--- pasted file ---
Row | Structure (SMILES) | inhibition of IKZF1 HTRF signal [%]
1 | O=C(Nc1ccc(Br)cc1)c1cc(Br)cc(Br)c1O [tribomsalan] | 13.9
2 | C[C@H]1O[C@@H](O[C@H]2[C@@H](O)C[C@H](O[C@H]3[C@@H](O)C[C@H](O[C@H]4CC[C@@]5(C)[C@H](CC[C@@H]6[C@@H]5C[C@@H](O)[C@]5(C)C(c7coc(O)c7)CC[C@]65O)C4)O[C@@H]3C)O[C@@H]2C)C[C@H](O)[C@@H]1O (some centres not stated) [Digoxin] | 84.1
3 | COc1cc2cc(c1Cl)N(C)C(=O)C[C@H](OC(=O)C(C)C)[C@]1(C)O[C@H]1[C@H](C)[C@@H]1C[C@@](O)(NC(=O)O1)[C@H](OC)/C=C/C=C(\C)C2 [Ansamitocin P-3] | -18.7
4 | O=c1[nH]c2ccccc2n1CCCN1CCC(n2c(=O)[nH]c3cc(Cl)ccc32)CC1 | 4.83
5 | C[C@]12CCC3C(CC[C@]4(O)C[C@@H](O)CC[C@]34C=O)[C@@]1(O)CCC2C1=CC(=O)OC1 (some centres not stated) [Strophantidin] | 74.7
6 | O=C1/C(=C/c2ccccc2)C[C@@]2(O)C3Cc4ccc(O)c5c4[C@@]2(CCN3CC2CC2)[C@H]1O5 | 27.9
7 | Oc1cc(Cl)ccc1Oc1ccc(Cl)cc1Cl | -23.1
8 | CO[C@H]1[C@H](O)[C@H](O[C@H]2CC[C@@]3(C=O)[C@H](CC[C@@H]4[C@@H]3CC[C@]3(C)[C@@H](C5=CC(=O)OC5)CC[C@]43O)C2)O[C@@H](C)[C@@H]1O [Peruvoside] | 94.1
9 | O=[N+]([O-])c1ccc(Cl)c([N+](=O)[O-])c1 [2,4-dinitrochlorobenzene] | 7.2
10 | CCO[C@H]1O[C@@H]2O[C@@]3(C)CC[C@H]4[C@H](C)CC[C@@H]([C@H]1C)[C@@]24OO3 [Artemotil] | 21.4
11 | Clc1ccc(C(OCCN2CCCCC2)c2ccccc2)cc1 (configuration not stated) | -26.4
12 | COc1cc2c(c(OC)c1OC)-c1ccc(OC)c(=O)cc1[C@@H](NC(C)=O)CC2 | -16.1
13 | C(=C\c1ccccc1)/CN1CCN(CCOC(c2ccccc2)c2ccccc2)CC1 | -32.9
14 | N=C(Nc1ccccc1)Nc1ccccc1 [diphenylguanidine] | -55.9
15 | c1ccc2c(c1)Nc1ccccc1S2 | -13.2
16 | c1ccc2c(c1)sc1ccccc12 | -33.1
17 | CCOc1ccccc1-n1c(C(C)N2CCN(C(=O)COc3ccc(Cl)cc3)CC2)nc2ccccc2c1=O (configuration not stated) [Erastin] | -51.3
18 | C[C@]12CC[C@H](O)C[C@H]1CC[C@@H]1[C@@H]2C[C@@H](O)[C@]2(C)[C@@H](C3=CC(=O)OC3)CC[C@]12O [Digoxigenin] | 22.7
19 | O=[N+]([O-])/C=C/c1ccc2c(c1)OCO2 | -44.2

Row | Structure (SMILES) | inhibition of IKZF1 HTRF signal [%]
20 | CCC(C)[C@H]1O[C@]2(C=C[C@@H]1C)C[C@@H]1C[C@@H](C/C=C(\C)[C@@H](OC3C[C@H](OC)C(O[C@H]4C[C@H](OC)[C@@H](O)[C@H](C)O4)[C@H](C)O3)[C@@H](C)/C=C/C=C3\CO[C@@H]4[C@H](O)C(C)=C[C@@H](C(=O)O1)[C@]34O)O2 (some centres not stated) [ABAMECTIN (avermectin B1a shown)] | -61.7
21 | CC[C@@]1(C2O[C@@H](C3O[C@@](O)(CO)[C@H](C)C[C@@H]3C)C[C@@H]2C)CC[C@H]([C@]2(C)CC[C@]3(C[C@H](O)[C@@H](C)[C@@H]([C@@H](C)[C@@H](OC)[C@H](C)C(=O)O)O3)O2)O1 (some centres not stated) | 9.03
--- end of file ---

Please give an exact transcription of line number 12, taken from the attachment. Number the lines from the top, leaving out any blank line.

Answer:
11 | Clc1ccc(C(OCCN2CCCCC2)c2ccccc2)cc1 (configuration not stated) | -26.4